Carlos Paz-Soldan Joins APAM as Associate Professor

Jan 01 2021

Associate Professor Carlos Paz-Soldan joined the Columbia University’s Department of Applied Physics and Applied Mathematics on January 1, 2021. Paz-Soldan’s research focuses on understanding and controlling high-temperature ionized gas, known as plasma, to achieve efficient and reliable operation of devices used to produce fusion energy. These devices confine plasma using some of the world’s most powerful superconducting magnets. Professor Paz-Soldan is a pioneer in the understanding how three-dimensional magnetic fields influence the interactions between the high-temperature fusion core of the plasma and the cooler edge and how the excitation of plasma instabilities can control relativistic electrons produced by transient events within the plasma.

Before joining Columbia, Paz-Soldan was a scientist at the DIII-D National Fusion Facility operated by General Atomics in San Diego, CA, where he was leader of the Edge Localized Mode (ELM) Control Research Area. He graduated from Queen’s University at Kingston, Canada with his B.Sc.E. degree in Engineering Physics. He received his Ph.D. in physics from the University of Wisconsin - Madison in 2012 where he was awarded graduate fellowships from the American Nuclear Society and the Canadian National Science and Engineering Research Council. Paz-Soldan was awarded the Marshall N. Rosenbluth Outstanding Doctoral Dissertation Award by the American Physical Society in 2013 for the thesis Stabilization of the Resistive Wall Mode and Error Field Modification by a Rotating Wall. He serves as an expert in several International Tokamak Physics Activity research areas and served as national leader of the MHD Plasma Physics topical group of the U.S. Burning Plasma Organization from 2019-2020.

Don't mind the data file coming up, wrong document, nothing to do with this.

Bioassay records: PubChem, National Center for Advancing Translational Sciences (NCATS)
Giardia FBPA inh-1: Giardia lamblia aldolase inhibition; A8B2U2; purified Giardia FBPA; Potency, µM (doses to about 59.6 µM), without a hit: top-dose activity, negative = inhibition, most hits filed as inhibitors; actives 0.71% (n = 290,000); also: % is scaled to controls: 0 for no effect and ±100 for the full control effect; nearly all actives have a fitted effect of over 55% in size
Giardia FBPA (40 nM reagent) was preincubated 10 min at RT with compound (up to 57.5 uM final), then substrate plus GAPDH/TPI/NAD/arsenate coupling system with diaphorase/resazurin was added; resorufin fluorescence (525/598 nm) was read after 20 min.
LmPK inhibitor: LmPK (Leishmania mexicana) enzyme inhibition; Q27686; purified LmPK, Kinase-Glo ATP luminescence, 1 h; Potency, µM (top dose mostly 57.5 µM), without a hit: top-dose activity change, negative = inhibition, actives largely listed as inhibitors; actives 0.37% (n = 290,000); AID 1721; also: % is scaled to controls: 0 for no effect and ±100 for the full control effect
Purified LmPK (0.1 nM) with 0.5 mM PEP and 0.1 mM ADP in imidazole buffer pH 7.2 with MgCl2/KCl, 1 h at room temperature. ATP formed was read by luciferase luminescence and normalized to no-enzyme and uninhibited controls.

Professor Carlos Paz-Soldan brings expertise in the science and technology of making fusion energy a reality on earth. As a new member of the faculty, Paz-Soldan plans to conduct on-campus research at Columbia University’s Plasma Laboratory, continue his activities at the large national fusion research facilities, and grow his research activities with an increased emphasis on training and mentorship of the next generation of fusion scientists.